bufferedTimeline])
_ = sourceObservable.subscribe(sourceTimeline)
sourceObservable
  .buffer(timeSpan: bufferTimeSpan, count: bufferMaxCount, scheduler: MainScheduler.instance)
  .map(\.count)
  .subscribe(bufferedTimeline)
let hostView = setupHostView()
hostView.addSubview(stack)
hostView
DispatchQueue.main.asyncAfter(deadline: .now() + 5) {
  sourceObservable.onNext("🐱")
  sourceObservable.onNext("🐱")
  sourceObservable.onNext("🐱")
}

let elementsPerSecond = 0.7
let timer = DispatchSource.timer(interval: 1.0 / Double(elementsPerSecond), queue: .main) {
  sourceObservable.onNext("🐱")
}

Windows of buffered observables

A last buffering technique very close to buffer(timeSpan:count:scheduler:) is window(timeSpan:count:scheduler:). It has roughly the same signature and does nearly the same thing. The only difference is that it emits an Observable of the buffered items, instead of emitting an array.

let elementsPerSecond = 3
let windowTimeSpan: RxTimeInterval = .seconds(4)
let windowMaxCount = 10
let sourceObservable = PublishSubject<String>()
let sourceTimeline = TimelineView<String>.make()

let stack = UIStackView.makeVertical([
  UILabel.makeTitle("window"),
  UILabel.make("Emitted elements (\(elementsPerSecond) per sec.):"),
  sourceTimeline,
  UILabel.make("Windowed observables (at most \(windowMaxCount) every \(windowTimeSpan) sec):")])
let timer = DispatchSource.timer(interval: 1.0 / Double(elementsPerSecond), queue: .main) {
  sourceObservable.onNext("🐱")
}
_ = sourceObservable.subscribe(sourceTimeline)
_ = sourceObservable
  .window(timeSpan: windowTimeSpan, count: windowMaxCount, scheduler: MainScheduler.instance)
.flatMap { windowedObservable -> Observable<(TimelineView<Int>, String?)> in
  let timeline = TimelineView<Int>.make()
  stack.insert(timeline, at: 4)
  stack.keep(atMost: 8)
  return windowedObservable
    .map { value in (timeline, value) }
    .concat(Observable.just((timeline, nil)))
}
.subscribe(onNext: { tuple in
  let (timeline, value) = tuple
  if let value = value {
    timeline.add(.next(value))
  } else {
    timeline.add(.completed(true))
  }
})
let hostView = setupHostView()
hostView.addSubview(stack)
hostView

Time-shifting operators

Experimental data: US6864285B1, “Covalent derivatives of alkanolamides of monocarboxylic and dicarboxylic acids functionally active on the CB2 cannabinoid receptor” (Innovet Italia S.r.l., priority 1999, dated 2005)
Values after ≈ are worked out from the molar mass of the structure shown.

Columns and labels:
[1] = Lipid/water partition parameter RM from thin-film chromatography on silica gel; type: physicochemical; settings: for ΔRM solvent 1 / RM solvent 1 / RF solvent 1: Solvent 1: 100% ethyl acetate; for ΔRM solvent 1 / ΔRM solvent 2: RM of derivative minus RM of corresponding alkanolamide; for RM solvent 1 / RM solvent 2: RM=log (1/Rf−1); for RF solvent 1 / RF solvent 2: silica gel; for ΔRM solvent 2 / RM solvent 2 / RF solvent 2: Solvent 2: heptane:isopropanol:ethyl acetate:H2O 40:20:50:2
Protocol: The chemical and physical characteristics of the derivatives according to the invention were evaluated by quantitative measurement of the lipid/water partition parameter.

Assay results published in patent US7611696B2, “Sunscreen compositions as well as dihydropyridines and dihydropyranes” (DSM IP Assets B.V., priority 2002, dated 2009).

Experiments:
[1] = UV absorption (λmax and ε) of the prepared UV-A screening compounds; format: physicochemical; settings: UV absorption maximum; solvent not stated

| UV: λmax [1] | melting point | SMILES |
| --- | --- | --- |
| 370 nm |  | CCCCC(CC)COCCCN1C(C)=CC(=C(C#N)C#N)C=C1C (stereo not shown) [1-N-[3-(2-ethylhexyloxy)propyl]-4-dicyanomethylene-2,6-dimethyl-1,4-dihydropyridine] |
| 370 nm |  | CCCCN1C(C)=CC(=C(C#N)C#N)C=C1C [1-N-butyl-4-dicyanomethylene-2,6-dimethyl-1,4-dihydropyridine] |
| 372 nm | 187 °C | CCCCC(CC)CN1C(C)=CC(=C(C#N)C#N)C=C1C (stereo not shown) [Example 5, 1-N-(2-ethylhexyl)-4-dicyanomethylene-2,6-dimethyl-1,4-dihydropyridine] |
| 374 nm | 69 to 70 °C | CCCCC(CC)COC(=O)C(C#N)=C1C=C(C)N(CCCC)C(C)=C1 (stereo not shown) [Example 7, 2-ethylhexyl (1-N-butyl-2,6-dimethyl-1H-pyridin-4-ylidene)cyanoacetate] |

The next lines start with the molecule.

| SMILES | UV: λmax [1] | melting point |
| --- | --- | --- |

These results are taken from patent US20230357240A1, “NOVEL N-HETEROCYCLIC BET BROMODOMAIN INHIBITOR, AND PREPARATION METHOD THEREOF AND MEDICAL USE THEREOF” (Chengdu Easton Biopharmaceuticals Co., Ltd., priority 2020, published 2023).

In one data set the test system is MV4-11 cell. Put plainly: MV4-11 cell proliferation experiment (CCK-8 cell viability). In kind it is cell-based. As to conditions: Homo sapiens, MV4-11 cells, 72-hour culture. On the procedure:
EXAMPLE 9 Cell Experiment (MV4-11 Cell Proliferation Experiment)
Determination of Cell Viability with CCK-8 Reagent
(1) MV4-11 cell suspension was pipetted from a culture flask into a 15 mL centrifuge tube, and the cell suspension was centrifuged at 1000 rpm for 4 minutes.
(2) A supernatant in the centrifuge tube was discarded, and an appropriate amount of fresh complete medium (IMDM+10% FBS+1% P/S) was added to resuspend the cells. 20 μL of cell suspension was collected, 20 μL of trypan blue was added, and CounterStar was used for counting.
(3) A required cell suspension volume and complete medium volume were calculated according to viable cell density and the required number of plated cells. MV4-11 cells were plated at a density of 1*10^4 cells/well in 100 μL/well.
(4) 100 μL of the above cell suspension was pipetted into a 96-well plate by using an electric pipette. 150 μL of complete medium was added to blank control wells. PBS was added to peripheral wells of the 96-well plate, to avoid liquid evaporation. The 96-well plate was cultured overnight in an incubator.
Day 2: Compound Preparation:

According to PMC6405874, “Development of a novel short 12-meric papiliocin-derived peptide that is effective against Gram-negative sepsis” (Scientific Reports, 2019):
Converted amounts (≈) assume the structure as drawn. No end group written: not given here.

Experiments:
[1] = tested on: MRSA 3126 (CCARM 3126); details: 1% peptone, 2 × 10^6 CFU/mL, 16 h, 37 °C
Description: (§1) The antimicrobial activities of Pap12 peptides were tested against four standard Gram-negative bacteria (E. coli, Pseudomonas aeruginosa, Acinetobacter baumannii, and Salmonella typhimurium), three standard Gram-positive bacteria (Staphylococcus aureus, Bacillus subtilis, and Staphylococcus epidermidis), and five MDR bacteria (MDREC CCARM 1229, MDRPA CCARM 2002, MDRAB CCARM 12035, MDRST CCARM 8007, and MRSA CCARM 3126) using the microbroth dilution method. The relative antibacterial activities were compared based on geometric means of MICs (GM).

Every now and again, you need to travel in time. While RxSwift can’t help with fixing your past relationship mistakes, it has the ability to freeze time for a little while to let you wait until self-cloning is available.

Delayed subscriptions

You’ll start with delaySubscription(_:scheduler:). Since you are now used to creating animated timelines, this page comes with most of the setup code ready. Find the comment Setup the delayed subscription in the source and insert this code below it:

_ = sourceObservable
  .delaySubscription(delay, scheduler: MainScheduler.instance)
  .subscribe(delayedTimeline)

Delayed elements

The other kind of delay in RxSwift lets you time-shift the whole sequence. Instead of subscribing late, the operator subscribes immediately to the source observable, but delays every emitted element by the specified amount of time. The net result is a concrete time-shift.

_ = sourceObservable
  .delay(delay, scheduler: MainScheduler.instance)
  .subscribe(delayedTimeline)

Timer operators

A common need in any kind of application is a timer. iOS and macOS come with several timing solutions. Historically, Timer did the job, but had a confusing ownership model that made it tricky to get just right. More recently, the dispatch framework offered timers through the use of dispatch sources. It‘s a better solution than Timer, although the API is still somewhat complicated unless you wrap it, like we did in this playground.

Intervals

This chapter used DispatchSource several times to create interval timers through a handy custom function. You could replace these instances with RxSwift’s Observable.interval(_:scheduler:) function. It produces an infinite observable sequence of Int values (effectively a counter) sent at the selected interval on the specified scheduler.

let sourceObservable = Observable<Int>
  .interval(.milliseconds(Int(1000.0 / Double(elementsPerSecond))), scheduler: MainScheduler.instance)
  .replay(replayedElements)

One-shot or repeating timers

You may want a more powerful timer observable. You can use the Observable.timer(_:period:scheduler:) operator which is very much like Observable.interval(_:scheduler:) but adds the following features:

_ = Observable<Int>
  .timer(.seconds(3), scheduler: MainScheduler.instance)
  .flatMap { _ in
    sourceObservable.delay(delay, scheduler: MainScheduler.instance)
  }
  .subscribe(delayedTimeline)

Timeouts

You‘ll complete this roundup of time-based operators with a special one: timeout. Its primary purpose is to semantically distinguish an actual timer from a timeout (error) condition. Therefore, when a timeout operator fires, it emits an RxError.TimeoutError error event; if not caught, it terminates the sequence.

let button = UIButton(type: .system)
button.setTitle("Press me now!", for: .normal)
button.sizeToFit()
let tapsTimeline = TimelineView<String>.make()

let stack = UIStackView.makeVertical([
  button,
  UILabel.make("Taps on button above"),
  tapsTimeline])
let _ = button
  .rx.tap
  .map { _ in "•" }
  .timeout(5, scheduler: MainScheduler.instance)
  .subscribe(tapsTimeline)
let hostView = setupHostView()
hostView.addSubview(stack)
hostView
.timeout(5, other: Observable.just("X"), scheduler: MainScheduler.instance)

Challenge

Challenge: Circumscribe side effects

In the discussion of the window(_:scheduler:) operator, you created timelines on the fly inside the closure of a flatMap(_:) operator. While this was done to keep the code short, one of the guidelines of reactive programming is to “not leave the monad”. In other words, avoid side effects except for specific areas created to apply side effects. Here, the “side effect” is the creation of a new timeline in a spot where only a transformation should occur.